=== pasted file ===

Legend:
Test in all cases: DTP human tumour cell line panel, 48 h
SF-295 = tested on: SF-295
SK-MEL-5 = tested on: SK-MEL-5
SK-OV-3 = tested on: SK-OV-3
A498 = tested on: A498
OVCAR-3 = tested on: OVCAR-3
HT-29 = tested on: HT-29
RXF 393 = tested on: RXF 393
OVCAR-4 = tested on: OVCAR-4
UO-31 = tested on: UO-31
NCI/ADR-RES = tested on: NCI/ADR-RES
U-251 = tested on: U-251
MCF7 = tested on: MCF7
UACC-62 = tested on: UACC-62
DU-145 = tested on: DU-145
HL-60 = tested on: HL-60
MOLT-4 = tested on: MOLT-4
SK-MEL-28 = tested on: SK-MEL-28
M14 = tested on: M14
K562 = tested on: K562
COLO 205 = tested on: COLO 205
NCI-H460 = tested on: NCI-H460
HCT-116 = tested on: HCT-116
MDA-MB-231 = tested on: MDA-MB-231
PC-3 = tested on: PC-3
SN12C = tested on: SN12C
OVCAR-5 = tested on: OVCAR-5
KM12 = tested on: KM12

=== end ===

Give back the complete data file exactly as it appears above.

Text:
Legend:
Test in all cases: DTP human tumour cell line panel, 48 h
SF-295 = tested on: SF-295
SK-MEL-5 = tested on: SK-MEL-5
SK-OV-3 = tested on: SK-OV-3
A498 = tested on: A498
OVCAR-3 = tested on: OVCAR-3
HT-29 = tested on: HT-29
RXF 393 = tested on: RXF 393
OVCAR-4 = tested on: OVCAR-4
UO-31 = tested on: UO-31
NCI/ADR-RES = tested on: NCI/ADR-RES
U-251 = tested on: U-251
MCF7 = tested on: MCF7
UACC-62 = tested on: UACC-62
DU-145 = tested on: DU-145
HL-60 = tested on: HL-60
MOLT-4 = tested on: MOLT-4
SK-MEL-28 = tested on: SK-MEL-28
M14 = tested on: M14
K562 = tested on: K562
COLO 205 = tested on: COLO 205
NCI-H460 = tested on: NCI-H460
HCT-116 = tested on: HCT-116
MDA-MB-231 = tested on: MDA-MB-231
PC-3 = tested on: PC-3
SN12C = tested on: SN12C
OVCAR-5 = tested on: OVCAR-5
KM12 = tested on: KM12